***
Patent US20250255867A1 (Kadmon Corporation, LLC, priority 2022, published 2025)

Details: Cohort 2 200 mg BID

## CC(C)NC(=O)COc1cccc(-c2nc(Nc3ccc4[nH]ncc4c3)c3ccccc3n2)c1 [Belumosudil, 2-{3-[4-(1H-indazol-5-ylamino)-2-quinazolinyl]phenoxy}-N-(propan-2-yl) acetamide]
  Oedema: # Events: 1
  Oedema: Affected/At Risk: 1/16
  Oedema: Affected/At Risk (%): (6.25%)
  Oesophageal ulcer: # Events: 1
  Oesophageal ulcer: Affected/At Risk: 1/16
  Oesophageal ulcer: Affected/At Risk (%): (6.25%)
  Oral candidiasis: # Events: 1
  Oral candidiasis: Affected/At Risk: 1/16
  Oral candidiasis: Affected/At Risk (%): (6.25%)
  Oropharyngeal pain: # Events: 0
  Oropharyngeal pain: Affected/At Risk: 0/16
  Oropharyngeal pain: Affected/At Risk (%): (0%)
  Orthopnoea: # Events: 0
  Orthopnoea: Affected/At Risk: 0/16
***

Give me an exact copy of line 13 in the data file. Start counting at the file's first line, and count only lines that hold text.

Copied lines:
  Oropharyngeal pain: # Events: 0